What are the buyer’s rights for the pre-settlement inspection?

Stock image.
Stock image.

EVERY year the REIWA Information Service receives thousands of calls regarding renting and sales.

Residential asked for the answers to some of the more frequently asked questions.

What are the buyer’s rights for the pre-settlement inspection?

After your offer to purchase a property has been accepted and finance approved, then comes the wait for settlement.

Just prior to settlement occurring (usually within five business days of when you take formal possession of the home), you are entitled to a pre-settlement inspection.

This allows the buyer to check the property thoroughly to ensure the seller has complied with the representations, warranties and special conditions.

Standard conditions and obligations are listed in the Joint Form of General Conditions, which form part of the overall contract for sale.

An important representation a seller has to fulfil is that the property “will be in the same state and condition at settlement that it was prior to the contract date”.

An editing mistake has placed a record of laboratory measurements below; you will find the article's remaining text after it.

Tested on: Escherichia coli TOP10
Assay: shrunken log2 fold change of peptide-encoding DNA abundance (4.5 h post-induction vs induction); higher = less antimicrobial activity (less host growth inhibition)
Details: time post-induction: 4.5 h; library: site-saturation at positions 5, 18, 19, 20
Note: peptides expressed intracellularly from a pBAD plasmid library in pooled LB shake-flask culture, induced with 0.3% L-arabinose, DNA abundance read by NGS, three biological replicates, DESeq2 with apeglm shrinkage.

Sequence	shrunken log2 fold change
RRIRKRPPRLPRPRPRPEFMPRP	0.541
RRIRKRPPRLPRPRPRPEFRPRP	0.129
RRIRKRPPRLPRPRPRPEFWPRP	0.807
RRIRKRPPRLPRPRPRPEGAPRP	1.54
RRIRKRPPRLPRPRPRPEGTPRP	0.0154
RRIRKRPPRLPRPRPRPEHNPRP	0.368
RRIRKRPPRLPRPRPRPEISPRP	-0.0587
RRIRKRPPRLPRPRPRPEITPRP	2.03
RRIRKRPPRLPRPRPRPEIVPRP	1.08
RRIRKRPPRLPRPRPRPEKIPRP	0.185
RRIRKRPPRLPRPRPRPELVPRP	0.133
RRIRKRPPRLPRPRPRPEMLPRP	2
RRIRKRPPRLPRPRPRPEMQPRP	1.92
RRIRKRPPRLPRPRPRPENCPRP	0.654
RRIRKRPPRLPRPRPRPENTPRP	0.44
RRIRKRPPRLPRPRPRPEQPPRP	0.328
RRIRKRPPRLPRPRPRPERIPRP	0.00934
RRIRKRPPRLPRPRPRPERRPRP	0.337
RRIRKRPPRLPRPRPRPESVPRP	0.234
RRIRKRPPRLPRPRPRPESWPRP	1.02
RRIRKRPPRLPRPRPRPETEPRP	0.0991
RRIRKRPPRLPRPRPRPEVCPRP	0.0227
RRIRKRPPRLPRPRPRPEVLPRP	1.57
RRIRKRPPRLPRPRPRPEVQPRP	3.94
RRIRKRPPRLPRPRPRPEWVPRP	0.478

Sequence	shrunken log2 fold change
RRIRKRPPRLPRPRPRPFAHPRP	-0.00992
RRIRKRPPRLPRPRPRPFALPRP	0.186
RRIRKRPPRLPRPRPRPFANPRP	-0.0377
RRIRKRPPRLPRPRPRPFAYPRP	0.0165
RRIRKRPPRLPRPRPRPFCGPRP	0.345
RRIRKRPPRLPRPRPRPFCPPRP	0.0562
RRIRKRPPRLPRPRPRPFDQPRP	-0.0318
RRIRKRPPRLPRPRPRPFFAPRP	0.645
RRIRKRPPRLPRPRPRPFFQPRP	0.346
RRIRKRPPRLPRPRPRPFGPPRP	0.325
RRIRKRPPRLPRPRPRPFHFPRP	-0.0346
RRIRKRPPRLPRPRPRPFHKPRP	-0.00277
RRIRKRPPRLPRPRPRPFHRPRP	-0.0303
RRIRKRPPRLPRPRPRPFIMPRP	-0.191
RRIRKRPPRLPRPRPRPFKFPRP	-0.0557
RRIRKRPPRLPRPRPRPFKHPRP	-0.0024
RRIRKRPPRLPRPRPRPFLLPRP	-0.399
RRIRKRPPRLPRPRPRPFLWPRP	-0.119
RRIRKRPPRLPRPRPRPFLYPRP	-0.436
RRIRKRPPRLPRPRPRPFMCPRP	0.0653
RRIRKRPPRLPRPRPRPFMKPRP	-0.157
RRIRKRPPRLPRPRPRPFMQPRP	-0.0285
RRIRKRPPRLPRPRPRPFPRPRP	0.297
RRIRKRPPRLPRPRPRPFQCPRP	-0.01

Another condition is that the seller is obliged to remove all vehicles, rubbish and chattels from the property prior to the buyer taking possession (unless the property is subject to a lease agreement).

The parties to the contract (the buyer/s and seller/s) may also add special conditions to the contract that are specific to that purchase.

For example, they may agree the seller has to remove an old shed from the property prior to settlement.

If, upon inspection, the buyer discovers that a warranty or representation has been breached (for example, the pool water has changed colour), this does not give the buyer the right to delay settlement.

Settlement would go ahead as planned, however the buyer is entitled to seek damages from the seller for costs incurred rectifying the breach.

On the other hand, if the buyer discovers a special condition has not been completed, they are entitled to delay settlement till the outstanding condition has been satisfied.

In most cases, a resolution to this type of matter is reached between the buyer and seller.

However, on the rare occurrence it is not, the buyer is entitled to cancel settlement and the sale would fall through.

Members of the WA public who are dealing with a REIWA agent can direct their real estate queries and concerns to the REIWA Information Service on 9380 8200 from Monday to Friday between 9am and 5pm.

Note: the REIWA Information Service is closed from 23 December and reopens 2 January.